The cruelty she experiences at his hands is almost nothing compared to the heartbreak that comes when she must face the failure of the relationship as a whole. This is something Bergman really doesn’t seem to tap into at all. The second film is about her liberation. But the first film is about her failure, and I think it is more thought provoking.


GASLIGHT was directed by Thorold Dickinson and can be streamed on Amazon Prime.

Coming up in October

When costars reunite…reunions are about catching up on old times, especially in Hollywood.

RKO superstars…a two-part column about the studio’s biggest and brightest talents.

“Forgive me for I have sinned”…classic movie confessions.

Biker flicks…some people were born to be wild.

Agee’s horror reviews…
critic James Agee comments on Val Lewton’s productions.


Join me in October!

Recommended classics vol. 10


The first fifteen or twenty minutes seem clichéd and the sets are sparsely furnished to indicate the humble origins of Grace Moore’s character. But it gets better once the musical selections are played. The sets also improve as her character becomes more successful in the opera world. Moore is a very strong vocalist, and in some ways, she’s even better than her contemporary, Jeanette MacDonald. The extended scene halfway into the picture where she performs Bizet’s Carmen is excellent.

The film is also helped by the casting of Lyle Talbot as a would-be suitor, Jessie Ralph as the maid, and Jane Darwell as Moore’s mother. The leading man is played by Italian actor Tullio Carminati and his interpretation of the Svengali-like manager is quite good. The finale, where he encourages her to overcome her stage fright and she sings from Puccini’s Madame Butterfly, is exquisite and triumphant.



For anyone who doesn’t know what the title means, it’s certainly spelled out in the picture’s story. It’s fairly interesting the way George Brent’s character explains his ideas of “living on velvet” to his wife, played by Kay Francis. They both suffer a lot in this film, but since this is a melodrama geared for female audiences, her torment is designed to be a lot more noble than his. Warren William, billed over Brent, appears as the couple’s best friend, in more of a supporting role; he probably suffers too but his reduced screen time doesn’t allow us to glimpse his particular turmoil and neurosis.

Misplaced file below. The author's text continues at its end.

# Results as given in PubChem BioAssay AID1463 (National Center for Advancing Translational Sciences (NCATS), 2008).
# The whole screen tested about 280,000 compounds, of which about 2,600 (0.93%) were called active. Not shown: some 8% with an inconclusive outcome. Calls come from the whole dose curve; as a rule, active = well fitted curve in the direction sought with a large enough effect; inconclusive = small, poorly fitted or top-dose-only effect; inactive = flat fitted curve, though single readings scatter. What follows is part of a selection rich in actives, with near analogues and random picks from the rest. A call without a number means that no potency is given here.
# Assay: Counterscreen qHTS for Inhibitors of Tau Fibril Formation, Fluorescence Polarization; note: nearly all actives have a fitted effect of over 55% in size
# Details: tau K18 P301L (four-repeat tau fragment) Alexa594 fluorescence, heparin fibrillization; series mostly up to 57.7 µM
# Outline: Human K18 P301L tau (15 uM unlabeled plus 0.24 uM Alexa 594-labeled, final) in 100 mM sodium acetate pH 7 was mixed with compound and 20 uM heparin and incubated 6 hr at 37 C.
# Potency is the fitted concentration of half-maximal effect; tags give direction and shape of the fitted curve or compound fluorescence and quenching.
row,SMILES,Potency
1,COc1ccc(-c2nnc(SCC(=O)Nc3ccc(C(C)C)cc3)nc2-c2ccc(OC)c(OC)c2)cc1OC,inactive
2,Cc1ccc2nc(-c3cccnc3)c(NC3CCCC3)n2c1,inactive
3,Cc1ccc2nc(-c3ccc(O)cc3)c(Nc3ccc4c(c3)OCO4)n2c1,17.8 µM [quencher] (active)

For the most part the performances are sincerely played, and the woman (Helen Lowell) cast as Kay’s impatient aunt is particularly good. Some of the denouement doesn’t make sense in the last few minutes, because a character who was supposed to die is suddenly allowed to live (per Jack Warner’s wishes). Even if said character had died, I am not too sure how it would have reinforced a point the writers were trying to make. Maybe it was all supposed to lead to a realization that pain and suffering can somehow be erased, once you stop living on velvet.



Jean Arthur is enjoyable in many films and makes motion picture acting look effortless. But it must be said that she gives a particularly extraordinary performance here. She more than makes up for Preston Sturges’ script, which is dated– by modern standards, and probably when it first was shown back in the late 1930s. As always with a story by Sturges, the humor is over the top. But Arthur and her costars are able to inject much-needed doses of realism.